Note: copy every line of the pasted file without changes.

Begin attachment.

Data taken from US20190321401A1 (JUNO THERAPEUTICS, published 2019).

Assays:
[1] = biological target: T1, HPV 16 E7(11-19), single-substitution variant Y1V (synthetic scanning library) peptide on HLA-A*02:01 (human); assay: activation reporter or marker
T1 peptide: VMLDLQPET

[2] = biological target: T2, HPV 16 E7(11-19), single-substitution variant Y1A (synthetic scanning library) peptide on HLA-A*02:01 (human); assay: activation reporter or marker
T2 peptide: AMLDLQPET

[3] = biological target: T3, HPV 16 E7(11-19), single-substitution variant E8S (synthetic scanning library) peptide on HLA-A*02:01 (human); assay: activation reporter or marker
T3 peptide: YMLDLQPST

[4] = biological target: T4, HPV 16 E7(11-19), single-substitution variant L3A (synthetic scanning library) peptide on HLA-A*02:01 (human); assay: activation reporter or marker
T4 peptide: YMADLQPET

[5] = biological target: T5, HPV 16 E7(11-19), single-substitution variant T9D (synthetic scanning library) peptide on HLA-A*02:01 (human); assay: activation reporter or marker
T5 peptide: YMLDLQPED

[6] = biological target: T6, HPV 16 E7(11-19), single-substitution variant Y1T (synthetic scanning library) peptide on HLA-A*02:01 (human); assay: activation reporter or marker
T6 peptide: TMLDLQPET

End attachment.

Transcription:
Data taken from US20190321401A1 (JUNO THERAPEUTICS, published 2019).

Assays:
[1] = biological target: T1, HPV 16 E7(11-19), single-substitution variant Y1V (synthetic scanning library) peptide on HLA-A*02:01 (human); assay: activation reporter or marker
T1 peptide: VMLDLQPET

[2] = biological target: T2, HPV 16 E7(11-19), single-substitution variant Y1A (synthetic scanning library) peptide on HLA-A*02:01 (human); assay: activation reporter or marker
T2 peptide: AMLDLQPET

[3] = biological target: T3, HPV 16 E7(11-19), single-substitution variant E8S (synthetic scanning library) peptide on HLA-A*02:01 (human); assay: activation reporter or marker
T3 peptide: YMLDLQPST

[4] = biological target: T4, HPV 16 E7(11-19), single-substitution variant L3A (synthetic scanning library) peptide on HLA-A*02:01 (human); assay: activation reporter or marker
T4 peptide: YMADLQPET

[5] = biological target: T5, HPV 16 E7(11-19), single-substitution variant T9D (synthetic scanning library) peptide on HLA-A*02:01 (human); assay: activation reporter or marker
T5 peptide: YMLDLQPED

[6] = biological target: T6, HPV 16 E7(11-19), single-substitution variant Y1T (synthetic scanning library) peptide on HLA-A*02:01 (human); assay: activation reporter or marker
T6 peptide: TMLDLQPET